Saturday, February 26, 2011

NT Camp Burlington (#14inFeb)

Today, the education unconference movement made its Massachusetts debut with NTCamp held at Burlington High School. Although the crowd was small, I learned much and had great conversations.

First, like any conference that comes out of my twitter PLN, it was great to see so many familiar faces: Patrick Larkin, Andy Marcinek, Lyn Hilt, Eric Juli, Dan Callahan, Kathy Brophy, Elizabeth Peterson, Karen Janowski.

Second, it was great to meet a few new teachers who are really passionate about teaching and improving their craft.

I started the day by sitting on a Connected Principals panel with Patrick, Lyn, and Eric. We talked about social media and administrators connecting with new teachers. I think this was my first panel discussion. During most of the panel discussions that I have witnessed, it seems that every member of the panel feels compelled to weigh in on every question - even if they have nothing new to add. I decided not to do that. Since there were only a few questions, I made sure to sit out for one. I could have said something (I always have something to say). I just didn’t.

Once the panel ended it was time for the first session. I chose a session about lesson planning. It was led by a fifth year teacher and his teammate who has been teaching for only a few weeks. We had a great discussion about planning and teaching and students. I found it hard to resist the urge to try to answer every question, and there were two new teachers there who hardly spoke at first. Finally, someone asked one of them a direct question. These two teachers had a lot to say and a lot to ask. I stopped talking (for a while, at least).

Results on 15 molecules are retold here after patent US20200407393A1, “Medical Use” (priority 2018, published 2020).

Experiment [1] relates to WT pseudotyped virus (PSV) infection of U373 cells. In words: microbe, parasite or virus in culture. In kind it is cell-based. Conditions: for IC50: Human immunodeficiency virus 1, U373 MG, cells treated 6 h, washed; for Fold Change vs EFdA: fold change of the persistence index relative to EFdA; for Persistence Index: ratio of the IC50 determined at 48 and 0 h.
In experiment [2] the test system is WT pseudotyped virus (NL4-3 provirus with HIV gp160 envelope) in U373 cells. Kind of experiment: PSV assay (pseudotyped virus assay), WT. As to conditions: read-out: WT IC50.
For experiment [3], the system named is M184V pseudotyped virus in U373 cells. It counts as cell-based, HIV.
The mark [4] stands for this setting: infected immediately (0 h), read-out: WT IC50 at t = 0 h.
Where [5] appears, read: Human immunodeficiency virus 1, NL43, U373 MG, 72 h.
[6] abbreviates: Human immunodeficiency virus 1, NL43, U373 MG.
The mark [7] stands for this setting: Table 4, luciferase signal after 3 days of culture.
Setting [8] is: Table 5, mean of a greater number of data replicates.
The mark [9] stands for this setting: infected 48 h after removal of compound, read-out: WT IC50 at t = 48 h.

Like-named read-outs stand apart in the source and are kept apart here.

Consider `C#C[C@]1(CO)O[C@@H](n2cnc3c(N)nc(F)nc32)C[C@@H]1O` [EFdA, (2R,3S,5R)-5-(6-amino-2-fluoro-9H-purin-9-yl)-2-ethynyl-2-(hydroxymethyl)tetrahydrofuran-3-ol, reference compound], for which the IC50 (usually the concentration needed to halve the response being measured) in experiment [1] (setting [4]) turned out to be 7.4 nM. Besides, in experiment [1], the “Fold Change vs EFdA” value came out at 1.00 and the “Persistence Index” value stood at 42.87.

I knew that I’d be able to start talking again when the second session started because I signed up to lead it. I chose to have a discussion about classroom management. I framed the initial part of the discussion with the following three words: engagement, procedures, and respect. I will write a blog post about this really soon. Anyway, after talking about this for a few minutes, the conversation began to shift into the realities of discipline in an urban, poor, ninth grade class filled with immigrants. We were out of my comfort zone and area of “expertise.” The conversation was fantastic, though. Turns out, it was the same two new teachers from the first session. These are two to watch, filled with ideas and passion.

Lunch followed and was long and conversation filled. Tasty food, too.

For the third session, I chose a conversation about the three ways to get people on board with social media in schools. Very interesting conversation with a variety of opinions in a small group. I think the two new teachers from the morning were stalking me.

The last session a smackdown. There were three resources mentioned that I am interested in exploring:

All told, it was a fun day. Like all edcamp-type events, I learned. Most important though, I connected.